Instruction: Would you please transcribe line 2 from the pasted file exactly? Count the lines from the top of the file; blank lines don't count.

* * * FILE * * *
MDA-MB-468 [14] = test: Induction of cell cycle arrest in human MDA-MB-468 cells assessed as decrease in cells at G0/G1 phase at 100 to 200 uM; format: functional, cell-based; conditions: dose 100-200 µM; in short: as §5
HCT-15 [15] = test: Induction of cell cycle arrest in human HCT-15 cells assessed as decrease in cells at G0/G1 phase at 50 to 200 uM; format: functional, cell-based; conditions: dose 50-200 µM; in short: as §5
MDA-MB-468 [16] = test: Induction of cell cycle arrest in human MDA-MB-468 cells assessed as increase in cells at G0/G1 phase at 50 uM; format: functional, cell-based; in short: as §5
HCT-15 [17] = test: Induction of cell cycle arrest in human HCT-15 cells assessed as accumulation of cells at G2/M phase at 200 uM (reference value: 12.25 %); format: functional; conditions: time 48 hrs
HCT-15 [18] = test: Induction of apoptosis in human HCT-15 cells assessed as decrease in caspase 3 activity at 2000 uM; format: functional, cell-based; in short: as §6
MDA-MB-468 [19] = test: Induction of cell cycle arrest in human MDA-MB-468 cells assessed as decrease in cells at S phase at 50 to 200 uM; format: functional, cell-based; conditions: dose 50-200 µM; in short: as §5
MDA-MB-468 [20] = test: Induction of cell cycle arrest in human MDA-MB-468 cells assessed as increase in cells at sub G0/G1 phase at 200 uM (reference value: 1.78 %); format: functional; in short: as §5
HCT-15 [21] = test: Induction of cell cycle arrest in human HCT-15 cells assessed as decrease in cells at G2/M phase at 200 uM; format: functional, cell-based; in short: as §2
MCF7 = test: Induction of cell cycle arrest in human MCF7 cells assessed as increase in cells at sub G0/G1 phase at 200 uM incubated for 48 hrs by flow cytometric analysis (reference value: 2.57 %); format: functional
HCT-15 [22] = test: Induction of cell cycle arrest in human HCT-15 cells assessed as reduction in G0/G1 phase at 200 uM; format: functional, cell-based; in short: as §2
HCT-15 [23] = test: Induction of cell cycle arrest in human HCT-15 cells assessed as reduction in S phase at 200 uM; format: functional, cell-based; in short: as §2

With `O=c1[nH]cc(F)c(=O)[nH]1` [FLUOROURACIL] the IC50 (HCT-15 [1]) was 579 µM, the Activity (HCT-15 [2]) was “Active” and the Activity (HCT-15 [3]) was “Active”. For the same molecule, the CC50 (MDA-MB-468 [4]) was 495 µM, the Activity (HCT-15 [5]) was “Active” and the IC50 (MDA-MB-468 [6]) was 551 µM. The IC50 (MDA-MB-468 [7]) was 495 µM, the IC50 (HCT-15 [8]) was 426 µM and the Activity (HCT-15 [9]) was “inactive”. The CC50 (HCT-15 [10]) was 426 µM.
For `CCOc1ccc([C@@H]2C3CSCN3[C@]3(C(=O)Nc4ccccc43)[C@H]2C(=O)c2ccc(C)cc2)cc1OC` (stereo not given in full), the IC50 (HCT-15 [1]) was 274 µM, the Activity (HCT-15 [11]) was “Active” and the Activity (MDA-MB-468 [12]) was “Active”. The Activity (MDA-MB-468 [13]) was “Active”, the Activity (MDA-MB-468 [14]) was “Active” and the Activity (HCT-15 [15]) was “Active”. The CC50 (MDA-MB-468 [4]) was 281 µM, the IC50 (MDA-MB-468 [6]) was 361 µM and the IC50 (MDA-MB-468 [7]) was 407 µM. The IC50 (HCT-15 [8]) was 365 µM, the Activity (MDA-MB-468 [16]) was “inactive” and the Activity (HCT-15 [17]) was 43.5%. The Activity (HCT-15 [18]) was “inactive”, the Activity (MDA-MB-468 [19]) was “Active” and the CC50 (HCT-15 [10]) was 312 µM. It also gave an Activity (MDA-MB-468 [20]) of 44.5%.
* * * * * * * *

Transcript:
HCT-15 [15] = test: Induction of cell cycle arrest in human HCT-15 cells assessed as decrease in cells at G0/G1 phase at 50 to 200 uM; format: functional, cell-based; conditions: dose 50-200 µM; in short: as §5